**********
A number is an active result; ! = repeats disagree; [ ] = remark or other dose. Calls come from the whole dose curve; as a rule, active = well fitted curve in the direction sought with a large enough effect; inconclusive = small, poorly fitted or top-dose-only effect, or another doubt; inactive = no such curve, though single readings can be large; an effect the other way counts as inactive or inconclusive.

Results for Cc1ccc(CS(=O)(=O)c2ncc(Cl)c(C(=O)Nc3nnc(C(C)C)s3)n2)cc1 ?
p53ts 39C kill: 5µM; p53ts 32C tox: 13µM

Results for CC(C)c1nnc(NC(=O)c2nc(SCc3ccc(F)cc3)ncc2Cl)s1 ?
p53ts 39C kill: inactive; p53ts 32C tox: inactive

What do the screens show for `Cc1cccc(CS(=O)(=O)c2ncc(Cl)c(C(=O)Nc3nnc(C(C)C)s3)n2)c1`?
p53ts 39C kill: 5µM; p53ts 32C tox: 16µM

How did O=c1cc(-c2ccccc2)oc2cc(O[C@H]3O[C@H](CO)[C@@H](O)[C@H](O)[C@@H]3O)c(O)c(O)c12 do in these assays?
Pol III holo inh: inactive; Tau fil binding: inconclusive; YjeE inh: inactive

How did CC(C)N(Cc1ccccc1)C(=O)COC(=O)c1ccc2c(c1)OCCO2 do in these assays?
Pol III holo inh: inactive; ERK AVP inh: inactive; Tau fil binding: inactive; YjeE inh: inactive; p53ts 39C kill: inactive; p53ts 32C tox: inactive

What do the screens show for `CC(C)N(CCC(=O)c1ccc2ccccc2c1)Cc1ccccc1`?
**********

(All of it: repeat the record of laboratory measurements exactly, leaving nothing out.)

A number is an active result; ! = repeats disagree; [ ] = remark or other dose. Calls come from the whole dose curve; as a rule, active = well fitted curve in the direction sought with a large enough effect; inconclusive = small, poorly fitted or top-dose-only effect, or another doubt; inactive = no such curve, though single readings can be large; an effect the other way counts as inactive or inconclusive.

Results for Cc1ccc(CS(=O)(=O)c2ncc(Cl)c(C(=O)Nc3nnc(C(C)C)s3)n2)cc1 ?
p53ts 39C kill: 5µM; p53ts 32C tox: 13µM

Results for CC(C)c1nnc(NC(=O)c2nc(SCc3ccc(F)cc3)ncc2Cl)s1 ?
p53ts 39C kill: inactive; p53ts 32C tox: inactive

What do the screens show for `Cc1cccc(CS(=O)(=O)c2ncc(Cl)c(C(=O)Nc3nnc(C(C)C)s3)n2)c1`?
p53ts 39C kill: 5µM; p53ts 32C tox: 16µM

How did O=c1cc(-c2ccccc2)oc2cc(O[C@H]3O[C@H](CO)[C@@H](O)[C@H](O)[C@@H]3O)c(O)c(O)c12 do in these assays?
Pol III holo inh: inactive; Tau fil binding: inconclusive; YjeE inh: inactive

How did CC(C)N(Cc1ccccc1)C(=O)COC(=O)c1ccc2c(c1)OCCO2 do in these assays?
Pol III holo inh: inactive; ERK AVP inh: inactive; Tau fil binding: inactive; YjeE inh: inactive; p53ts 39C kill: inactive; p53ts 32C tox: inactive

What do the screens show for `CC(C)N(CCC(=O)c1ccc2ccccc2c1)Cc1ccccc1`?